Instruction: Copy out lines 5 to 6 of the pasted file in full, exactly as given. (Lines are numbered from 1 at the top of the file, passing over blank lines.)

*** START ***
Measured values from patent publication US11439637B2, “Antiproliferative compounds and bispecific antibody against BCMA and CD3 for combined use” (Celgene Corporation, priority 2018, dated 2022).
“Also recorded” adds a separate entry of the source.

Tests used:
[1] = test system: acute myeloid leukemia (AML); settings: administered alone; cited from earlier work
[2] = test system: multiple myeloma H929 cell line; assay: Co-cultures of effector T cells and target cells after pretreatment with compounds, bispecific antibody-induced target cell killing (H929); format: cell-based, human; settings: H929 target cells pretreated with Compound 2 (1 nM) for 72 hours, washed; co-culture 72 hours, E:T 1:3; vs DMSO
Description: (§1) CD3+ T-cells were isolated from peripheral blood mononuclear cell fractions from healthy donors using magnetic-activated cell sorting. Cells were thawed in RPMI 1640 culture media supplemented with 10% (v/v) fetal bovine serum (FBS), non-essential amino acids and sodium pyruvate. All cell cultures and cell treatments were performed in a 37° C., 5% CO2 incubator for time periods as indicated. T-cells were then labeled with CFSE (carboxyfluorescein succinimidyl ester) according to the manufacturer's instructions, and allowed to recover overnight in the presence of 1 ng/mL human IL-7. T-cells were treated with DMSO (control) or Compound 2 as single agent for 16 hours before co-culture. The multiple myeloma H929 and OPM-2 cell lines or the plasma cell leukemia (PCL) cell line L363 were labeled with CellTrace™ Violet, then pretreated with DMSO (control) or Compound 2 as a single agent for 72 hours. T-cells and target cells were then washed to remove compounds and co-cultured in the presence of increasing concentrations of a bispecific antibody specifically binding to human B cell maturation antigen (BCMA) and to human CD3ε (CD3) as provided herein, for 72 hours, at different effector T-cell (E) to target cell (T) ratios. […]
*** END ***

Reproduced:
[2] = test system: multiple myeloma H929 cell line; assay: Co-cultures of effector T cells and target cells after pretreatment with compounds, bispecific antibody-induced target cell killing (H929); format: cell-based, human; settings: H929 target cells pretreated with Compound 2 (1 nM) for 72 hours, washed; co-culture 72 hours, E:T 1:3; vs DMSO
Description: (§1) CD3+ T-cells were isolated from peripheral blood mononuclear cell fractions from healthy donors using magnetic-activated cell sorting. Cells were thawed in RPMI 1640 culture media supplemented with 10% (v/v) fetal bovine serum (FBS), non-essential amino acids and sodium pyruvate. All cell cultures and cell treatments were performed in a 37° C., 5% CO2 incubator for time periods as indicated. T-cells were then labeled with CFSE (carboxyfluorescein succinimidyl ester) according to the manufacturer's instructions, and allowed to recover overnight in the presence of 1 ng/mL human IL-7. T-cells were treated with DMSO (control) or Compound 2 as single agent for 16 hours before co-culture. The multiple myeloma H929 and OPM-2 cell lines or the plasma cell leukemia (PCL) cell line L363 were labeled with CellTrace™ Violet, then pretreated with DMSO (control) or Compound 2 as a single agent for 72 hours. T-cells and target cells were then washed to remove compounds and co-cultured in the presence of increasing concentrations of a bispecific antibody specifically binding to human B cell maturation antigen (BCMA) and to human CD3ε (CD3) as provided herein, for 72 hours, at different effector T-cell (E) to target cell (T) ratios. […]